April is the month of daffodils. In some parts of the country, it is often the month of last snows.
In my family, it is the month of other extremes: It is the month my father died, and then my mother, 14 years and two days apart. It is also the month bearing the birth day of my youngest child.
This year constitutes a special birthday, as it brings Benjie to 20, squarely out of his teens and into solidarity with his older brother and sister, already well into the decade of living dangerously.
This birthday makes it easier for me to refer to the three of them in the collective: "My children, who are all in their 20s..." or "My 20-something children..." or "The 20s are hard on young adults. I know because I have three of them."
This year's April completes a special birthday cycle for the trio of them, each turning their "golden age" back-to-back: My eldest child turned 28, on the 28th this past September; my daughter 24, on the 24th of June; and now my red-headed baby, 20, come the 20th of April. Surely this suggests something mystical, something special, or maybe just a happenstance manifestation of the way people collect and make sense of things.
I'd like to think it's the former, that my children are marked in some good way. Indeed, they must be, as despite the gravest imperfections and inadequacies of their father and me, they are well-adjusted human beings who look people in the eye when they shake their hands.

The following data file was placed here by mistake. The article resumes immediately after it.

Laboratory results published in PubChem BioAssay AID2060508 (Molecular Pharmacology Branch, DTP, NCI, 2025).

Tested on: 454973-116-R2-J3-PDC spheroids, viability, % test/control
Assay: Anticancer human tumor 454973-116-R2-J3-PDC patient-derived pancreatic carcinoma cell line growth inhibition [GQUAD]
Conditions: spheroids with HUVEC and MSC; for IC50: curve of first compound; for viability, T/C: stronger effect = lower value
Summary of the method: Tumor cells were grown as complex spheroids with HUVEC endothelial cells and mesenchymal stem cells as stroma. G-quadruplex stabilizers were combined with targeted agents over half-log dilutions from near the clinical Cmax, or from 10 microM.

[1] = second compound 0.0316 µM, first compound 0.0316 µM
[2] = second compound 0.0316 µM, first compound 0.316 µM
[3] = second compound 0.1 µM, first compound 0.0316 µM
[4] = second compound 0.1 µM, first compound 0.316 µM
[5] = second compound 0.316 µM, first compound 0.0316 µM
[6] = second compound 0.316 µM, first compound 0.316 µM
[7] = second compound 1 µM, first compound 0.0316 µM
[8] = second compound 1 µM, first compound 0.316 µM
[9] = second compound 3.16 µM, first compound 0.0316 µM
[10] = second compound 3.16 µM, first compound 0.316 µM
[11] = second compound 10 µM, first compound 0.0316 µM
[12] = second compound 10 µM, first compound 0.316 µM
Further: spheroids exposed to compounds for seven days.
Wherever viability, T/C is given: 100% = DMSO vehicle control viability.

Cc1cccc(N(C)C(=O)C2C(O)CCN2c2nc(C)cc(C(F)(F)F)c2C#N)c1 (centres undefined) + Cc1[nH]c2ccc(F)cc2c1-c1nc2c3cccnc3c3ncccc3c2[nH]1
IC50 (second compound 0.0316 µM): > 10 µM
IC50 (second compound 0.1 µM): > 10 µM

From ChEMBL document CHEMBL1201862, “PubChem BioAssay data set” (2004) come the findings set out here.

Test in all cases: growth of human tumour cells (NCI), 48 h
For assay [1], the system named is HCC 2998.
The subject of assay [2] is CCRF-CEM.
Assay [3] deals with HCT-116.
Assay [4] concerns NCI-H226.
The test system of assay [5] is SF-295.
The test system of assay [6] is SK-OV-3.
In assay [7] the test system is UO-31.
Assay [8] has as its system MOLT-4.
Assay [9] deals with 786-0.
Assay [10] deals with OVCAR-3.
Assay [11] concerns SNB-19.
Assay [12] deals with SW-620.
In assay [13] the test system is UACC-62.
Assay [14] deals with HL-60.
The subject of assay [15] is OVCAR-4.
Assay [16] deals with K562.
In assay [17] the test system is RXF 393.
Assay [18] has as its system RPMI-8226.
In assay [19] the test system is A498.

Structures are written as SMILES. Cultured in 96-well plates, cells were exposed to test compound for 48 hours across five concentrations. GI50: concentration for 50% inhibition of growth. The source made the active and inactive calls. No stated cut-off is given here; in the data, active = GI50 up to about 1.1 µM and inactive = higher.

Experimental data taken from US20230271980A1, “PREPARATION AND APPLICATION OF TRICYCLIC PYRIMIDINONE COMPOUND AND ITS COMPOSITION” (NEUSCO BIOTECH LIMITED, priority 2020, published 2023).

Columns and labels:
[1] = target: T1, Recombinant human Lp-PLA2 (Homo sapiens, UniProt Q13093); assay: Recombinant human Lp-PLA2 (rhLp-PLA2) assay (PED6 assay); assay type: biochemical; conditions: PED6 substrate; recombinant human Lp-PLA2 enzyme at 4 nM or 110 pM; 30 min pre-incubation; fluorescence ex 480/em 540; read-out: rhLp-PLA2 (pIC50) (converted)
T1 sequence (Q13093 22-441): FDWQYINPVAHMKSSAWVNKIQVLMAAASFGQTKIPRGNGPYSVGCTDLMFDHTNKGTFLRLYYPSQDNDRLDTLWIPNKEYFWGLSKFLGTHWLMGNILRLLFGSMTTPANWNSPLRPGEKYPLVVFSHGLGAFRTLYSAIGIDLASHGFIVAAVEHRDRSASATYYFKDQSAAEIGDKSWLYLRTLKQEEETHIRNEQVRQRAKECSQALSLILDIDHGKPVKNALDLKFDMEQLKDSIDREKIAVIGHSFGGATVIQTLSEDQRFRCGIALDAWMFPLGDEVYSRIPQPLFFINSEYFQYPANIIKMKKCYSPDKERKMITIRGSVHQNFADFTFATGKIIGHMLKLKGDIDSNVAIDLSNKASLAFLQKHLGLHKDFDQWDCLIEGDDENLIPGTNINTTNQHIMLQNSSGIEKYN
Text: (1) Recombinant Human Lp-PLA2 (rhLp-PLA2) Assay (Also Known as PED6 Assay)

Not only do they seem to be solid, self-actualized individuals, but they never fought the way my one sister and I did. When it comes time to celebrate some significant event, they often look to each other; my youngest son's graduation from high school two years ago became an opportunity for the three of them to go camping for a week together. Recently, they coordinated schedules to take spring break on the South Carolina coast, with their parents lucky enough to tag along.
Each year as April daffodils bloom out of the rugged northeast Ohio winds of March, there are many things for me to think about; not the least of which is this youngest child coming of age within this family, within this sweet society of siblings with its own sweet code.
His progress marks a constancy of hope and forward movement, yet in juxtaposition to the end of my parents' lives, their anniversaries of death in the same week as Benjie's birthday.
Now, this year, as I plan to make my youngest child's golden birthday special, I am also coming to terms with another passing in the family. Aunt Charlotte, one of three remaining aunts and uncles on my father's side, who would have turned 90 had she lived four more days, died in a hospital in Upstate South Carolina the week before Easter and Benjie's birthday.
Instead of making carrot cake in the shape of a basket like my mother did, instead of getting ready for Benjie's birthday, I will be driving 600 miles south. Recalling Easter crinolines as big as the baskets we carried to Grandma's house for the annual egg hunt, I will come together with a passel of cousins to pay homage to the aunt who kept sweet tea in the Frigidaire, fresh tomatoes on the counter and a Southern lilt on her lips.
Like the poet T.S. Elliott, I guess I could say April is the cruelest month, what with its birth days and daffodils set against the shadows of demise. Or maybe April is an opportunity; coming to terms with the co-existence of snow and flowers, darkness and light, life and death is one of life's greatest lessons.
Heading out this morning, I notice the streets and front yards of my little city yet lined with so many daffodils.
I leave them to go south to confront the harshest of life's realities.
But I will be back in time for my son's birthday next week, and I hope, still, the daffodils.
(Debra-Lynn B. Hook of Kent, Ohio, has been writing about family life since 1988. Visit her website at www.debralynnhook.com; email her at email@example.com, or join her column's Facebook discussion group at Debra-Lynn Hook: Bringing Up Mommy.)